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Scottish National Dictionary (1700–)

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First published 1952 (SND Vol. III).
This entry has not been updated but may contain minor corrections and revisions.

CUT, n.2 Appetite.Bnff. 1866 Gregor D. Bnff. 35:
The herd-loon hiz a gey gueede cut.
Bnff.2 1941:
He has a gweed cut ony wye, for he has clawed oot a hale basin o' taatie-soop.

Comb.: cut-pock, gut-, cut-pyock, “properly the stomach of a fish” (n.Sc. 1808 Jam., cutpock); the stomach (Bnff. 1866 Gregor D. Bnff. 35, cut-pyock; Bnff.8 1929, gut-).Abd. [1768] A. Ross Helenore (1778) 72:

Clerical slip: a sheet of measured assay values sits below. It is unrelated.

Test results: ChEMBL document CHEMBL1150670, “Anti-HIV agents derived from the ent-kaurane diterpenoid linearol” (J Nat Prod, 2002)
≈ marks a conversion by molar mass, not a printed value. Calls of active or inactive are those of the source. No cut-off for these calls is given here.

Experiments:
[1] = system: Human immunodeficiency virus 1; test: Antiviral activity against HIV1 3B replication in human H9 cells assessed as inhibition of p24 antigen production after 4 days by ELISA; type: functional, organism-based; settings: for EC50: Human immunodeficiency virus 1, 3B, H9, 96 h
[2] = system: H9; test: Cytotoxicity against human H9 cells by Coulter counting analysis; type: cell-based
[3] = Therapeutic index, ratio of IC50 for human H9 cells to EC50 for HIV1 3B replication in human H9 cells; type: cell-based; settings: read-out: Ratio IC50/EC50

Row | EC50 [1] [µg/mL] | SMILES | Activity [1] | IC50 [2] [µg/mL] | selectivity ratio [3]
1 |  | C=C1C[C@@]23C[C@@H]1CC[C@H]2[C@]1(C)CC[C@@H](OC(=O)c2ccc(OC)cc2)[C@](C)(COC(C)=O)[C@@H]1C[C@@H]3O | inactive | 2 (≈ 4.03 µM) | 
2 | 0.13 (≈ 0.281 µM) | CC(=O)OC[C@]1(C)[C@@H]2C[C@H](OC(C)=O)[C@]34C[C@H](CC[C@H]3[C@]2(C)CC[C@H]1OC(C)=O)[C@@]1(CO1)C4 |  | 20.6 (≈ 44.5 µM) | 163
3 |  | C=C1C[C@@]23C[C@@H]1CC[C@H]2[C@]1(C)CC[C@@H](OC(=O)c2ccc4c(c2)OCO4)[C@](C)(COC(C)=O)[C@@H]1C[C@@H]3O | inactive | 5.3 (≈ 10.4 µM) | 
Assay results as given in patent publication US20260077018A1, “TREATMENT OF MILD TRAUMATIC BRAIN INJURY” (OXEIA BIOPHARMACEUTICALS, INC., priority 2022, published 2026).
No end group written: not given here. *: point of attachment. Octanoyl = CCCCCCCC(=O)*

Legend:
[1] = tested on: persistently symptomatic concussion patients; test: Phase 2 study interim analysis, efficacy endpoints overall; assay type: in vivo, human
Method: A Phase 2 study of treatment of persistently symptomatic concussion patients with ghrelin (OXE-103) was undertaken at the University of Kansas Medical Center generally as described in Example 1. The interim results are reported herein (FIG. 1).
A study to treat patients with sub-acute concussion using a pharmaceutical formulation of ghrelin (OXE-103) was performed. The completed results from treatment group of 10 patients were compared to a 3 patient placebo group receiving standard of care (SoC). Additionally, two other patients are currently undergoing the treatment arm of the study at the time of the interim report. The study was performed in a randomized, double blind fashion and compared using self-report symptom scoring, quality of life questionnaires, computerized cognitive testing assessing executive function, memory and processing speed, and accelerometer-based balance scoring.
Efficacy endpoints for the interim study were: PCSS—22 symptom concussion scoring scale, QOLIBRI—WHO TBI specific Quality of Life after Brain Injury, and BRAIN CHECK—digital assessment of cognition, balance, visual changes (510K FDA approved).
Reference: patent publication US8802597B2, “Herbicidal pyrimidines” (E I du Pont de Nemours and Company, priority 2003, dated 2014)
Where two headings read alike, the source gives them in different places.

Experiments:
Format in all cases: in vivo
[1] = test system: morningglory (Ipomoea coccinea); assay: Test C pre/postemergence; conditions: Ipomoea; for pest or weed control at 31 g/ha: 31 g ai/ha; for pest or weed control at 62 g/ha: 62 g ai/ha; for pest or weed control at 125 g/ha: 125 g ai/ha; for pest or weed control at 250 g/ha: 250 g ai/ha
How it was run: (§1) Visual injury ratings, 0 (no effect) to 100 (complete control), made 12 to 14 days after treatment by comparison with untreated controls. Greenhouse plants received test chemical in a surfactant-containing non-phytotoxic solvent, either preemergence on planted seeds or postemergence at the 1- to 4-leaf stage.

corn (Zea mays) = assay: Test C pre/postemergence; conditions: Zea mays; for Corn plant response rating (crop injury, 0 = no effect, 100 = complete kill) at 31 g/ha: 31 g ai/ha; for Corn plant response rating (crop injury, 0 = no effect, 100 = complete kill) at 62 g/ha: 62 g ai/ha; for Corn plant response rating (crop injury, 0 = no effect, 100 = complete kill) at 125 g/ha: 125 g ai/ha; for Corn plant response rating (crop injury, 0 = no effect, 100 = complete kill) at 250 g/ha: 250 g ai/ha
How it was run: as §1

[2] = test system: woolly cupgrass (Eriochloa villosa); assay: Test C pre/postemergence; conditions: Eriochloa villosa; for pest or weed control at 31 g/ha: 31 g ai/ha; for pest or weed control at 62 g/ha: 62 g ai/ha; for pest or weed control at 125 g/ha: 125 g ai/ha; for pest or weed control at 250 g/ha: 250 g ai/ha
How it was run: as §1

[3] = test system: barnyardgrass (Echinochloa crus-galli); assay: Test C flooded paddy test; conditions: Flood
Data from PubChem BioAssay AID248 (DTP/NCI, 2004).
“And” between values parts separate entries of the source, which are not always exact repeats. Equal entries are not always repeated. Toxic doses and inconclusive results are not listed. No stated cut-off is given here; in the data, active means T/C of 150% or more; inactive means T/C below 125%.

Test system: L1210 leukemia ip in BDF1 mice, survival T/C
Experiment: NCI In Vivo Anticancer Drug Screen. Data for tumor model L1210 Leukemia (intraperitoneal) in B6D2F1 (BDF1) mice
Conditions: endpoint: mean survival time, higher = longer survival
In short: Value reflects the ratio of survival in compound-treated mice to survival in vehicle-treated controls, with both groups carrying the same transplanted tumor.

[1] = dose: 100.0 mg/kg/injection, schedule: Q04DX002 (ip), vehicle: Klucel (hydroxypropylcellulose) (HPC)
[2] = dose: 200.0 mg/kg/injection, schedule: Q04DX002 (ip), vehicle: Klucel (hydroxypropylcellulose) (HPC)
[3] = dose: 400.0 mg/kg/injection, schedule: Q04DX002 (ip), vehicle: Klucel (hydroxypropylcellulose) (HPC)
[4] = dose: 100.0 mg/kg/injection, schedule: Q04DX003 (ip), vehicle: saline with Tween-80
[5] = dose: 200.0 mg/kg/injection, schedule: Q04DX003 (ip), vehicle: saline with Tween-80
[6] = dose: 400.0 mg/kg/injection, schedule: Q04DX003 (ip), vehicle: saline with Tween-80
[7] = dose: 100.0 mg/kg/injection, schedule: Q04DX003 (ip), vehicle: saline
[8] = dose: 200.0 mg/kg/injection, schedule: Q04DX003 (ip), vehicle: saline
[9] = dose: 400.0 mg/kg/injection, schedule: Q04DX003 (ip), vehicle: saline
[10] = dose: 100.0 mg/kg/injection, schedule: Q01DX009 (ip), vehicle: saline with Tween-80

Poor Bydby's wond'ring at ilk thing she saw, But wi' a hungry cut-pock for it a'. [1812 ed. has gutpock.]

[Variant of gut, vulgarly applied to the stomach as the seat of the appetite. For the interchange of c and g, cf. Clam and glam s.v. Glaum, v.1, Camrell and Gammerel, etc.]

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"Cut n.2". Dictionary of the Scots Language. 2004. Scottish Language Dictionaries Ltd. Accessed 1 Jun 2023 <>



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